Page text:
Since Jay has set this up nicely for me, here are some links to Ido sites:
and a Novial site:

I completely agree with Samuel that we cant limit ourselves to two options:
Esperanto and Interlingua.  If these are our only options, we face a
hopeless task, in my judgement.  If we are limited to a choice between Esp
and Ia, then it is time to put the chairs back on the tables.  Anything that
brings a fresh approach and challenges the existing orthodoxies is to be
welcomed - and that includes Occidental or whatever Bob wants to call it,
and Bobs original (if unconventional) approach.

Kordiale, James Chandler
[log in to unmask] - IALs index

"Linguistics has been reduced by Chomsky and his disciples to a positively
mind-boggling level of stupidity and insignificance.  If ever the Prime
Minister wants an excuse to close down a university, she has only to look at
its department of linguistics." - Auberon Waugh, Oxymoron to a boiled egg
(1988) [review of The Chomsky Reader, 1987]

>From: Jay Bowks <[log in to unmask]>
>Reply-To: International Auxiliary Languages <[log in to unmask]>
>To: [log in to unmask]
>Subject: Re: AUXLANG Digest - 27 Aug 2001 to 28 Aug 2001 (#2001-189)
>Date: Wed, 29 Aug 2001 23:12:21 -0400
>Samuel Rivier ad [log in to unmask] ha scripte in 2001/08/29 7:45 PM:
> > interesting metaphor of a sentence to a picture IMHO.
> > And I haven't seen anyone yet mention Neo, Novial,
> > Ceqli (which I think is an excellent creation), and
> > all the other lesser-known projects out there. We
> > can't limit ourselves to two or three options- for God
> > sakes this isn't a presidential election!
> > -Samuel Rivier
> >
>There is a quite active list at times for
>Glosa. I also see that you didn't mention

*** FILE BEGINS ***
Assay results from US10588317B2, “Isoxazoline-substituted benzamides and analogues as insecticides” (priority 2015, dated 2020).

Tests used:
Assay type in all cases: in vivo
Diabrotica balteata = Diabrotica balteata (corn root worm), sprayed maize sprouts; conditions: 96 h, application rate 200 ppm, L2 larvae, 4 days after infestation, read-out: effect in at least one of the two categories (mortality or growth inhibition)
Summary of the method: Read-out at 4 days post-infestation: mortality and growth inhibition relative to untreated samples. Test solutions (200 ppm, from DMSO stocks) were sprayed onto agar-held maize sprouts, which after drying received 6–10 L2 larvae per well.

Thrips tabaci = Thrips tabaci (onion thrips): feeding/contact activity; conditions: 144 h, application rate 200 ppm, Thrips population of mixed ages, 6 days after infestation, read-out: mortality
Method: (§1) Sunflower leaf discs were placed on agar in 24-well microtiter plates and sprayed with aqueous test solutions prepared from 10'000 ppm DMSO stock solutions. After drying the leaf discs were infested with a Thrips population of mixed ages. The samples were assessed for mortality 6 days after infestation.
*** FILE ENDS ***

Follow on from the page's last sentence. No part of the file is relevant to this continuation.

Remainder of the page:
>Ido... James C. can give you some refs on
>Ido if you'd like, I'm sure. From a mini-
>malist view yet taking advantage of the
>international shared western terminology,
>Ekspreso is a newby that is constructed
>for people in a hurry who want what works
>and not much else and not much flowery
>stuff. (it's also my pet lang)
>I love Neo, it is a beautiful language
>from my viewpoint and it is too sad that
>it didn't get the exposure it deserved,
>again in my opinion.
>Latino sine Flexione is tops in my book
>for making great strides in the naturalistic
>auxlang direction. This is continued in
>modern Interlingua of IALA. In my view
>IALA's Interlingua presents the best
>points found in LsF and in Occi, with
>the added benefit that professional
>linguists labored long to produce a
>world class dictionary and a usable
>That most of these auxlangs are euro-
>centric doesn't bother me. Because of
>history Western langs have spread widely
>throughout the globe, and to call Spanish
>a strictly European lang is to deny the
>voice of millions upon millions of speakers
>in Sout and Central America, not to mention
>their neighbors with the sister lang Portuguese.
>In Africa and Asia, international business
>is pretty much discussed in English. And the
>fact that two Chinese from different parts
>of China can have a really hard time understanding
>each other, or that Arabs will experience similar
>problems if a Mauritanian and a Syrian speak to
>one another should say much for the importance
>of a commonly shared means of avoiding mis-
>communication through an IAL. There is the
>idea also brought out decades ago of regional
>IALs throughout the Globe, Russian would have
>been considered a lot more important a few
>decades ago as well, and French has had it's
>heyday way long ago.
>To me the idea of a Global IAL isn't as
>important as is a means of communication
>with an extended group of acquaintances.
>For me Interlingua de IALA works well in
>this regard because it allows me to communicate
>with people from all over the Globe, whether
>it will ever become the Gloabal IAL, I dunno.
>It works well for me as is, and for many others
>I know.
>Jay B.

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